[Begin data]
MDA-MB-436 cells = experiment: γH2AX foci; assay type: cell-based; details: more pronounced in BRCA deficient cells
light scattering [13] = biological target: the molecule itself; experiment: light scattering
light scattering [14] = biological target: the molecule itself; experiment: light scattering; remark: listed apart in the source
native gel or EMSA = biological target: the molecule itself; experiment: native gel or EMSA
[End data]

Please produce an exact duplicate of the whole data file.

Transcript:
MDA-MB-436 cells = experiment: γH2AX foci; assay type: cell-based; details: more pronounced in BRCA deficient cells
light scattering [13] = biological target: the molecule itself; experiment: light scattering
light scattering [14] = biological target: the molecule itself; experiment: light scattering; remark: listed apart in the source
native gel or EMSA = biological target: the molecule itself; experiment: native gel or EMSA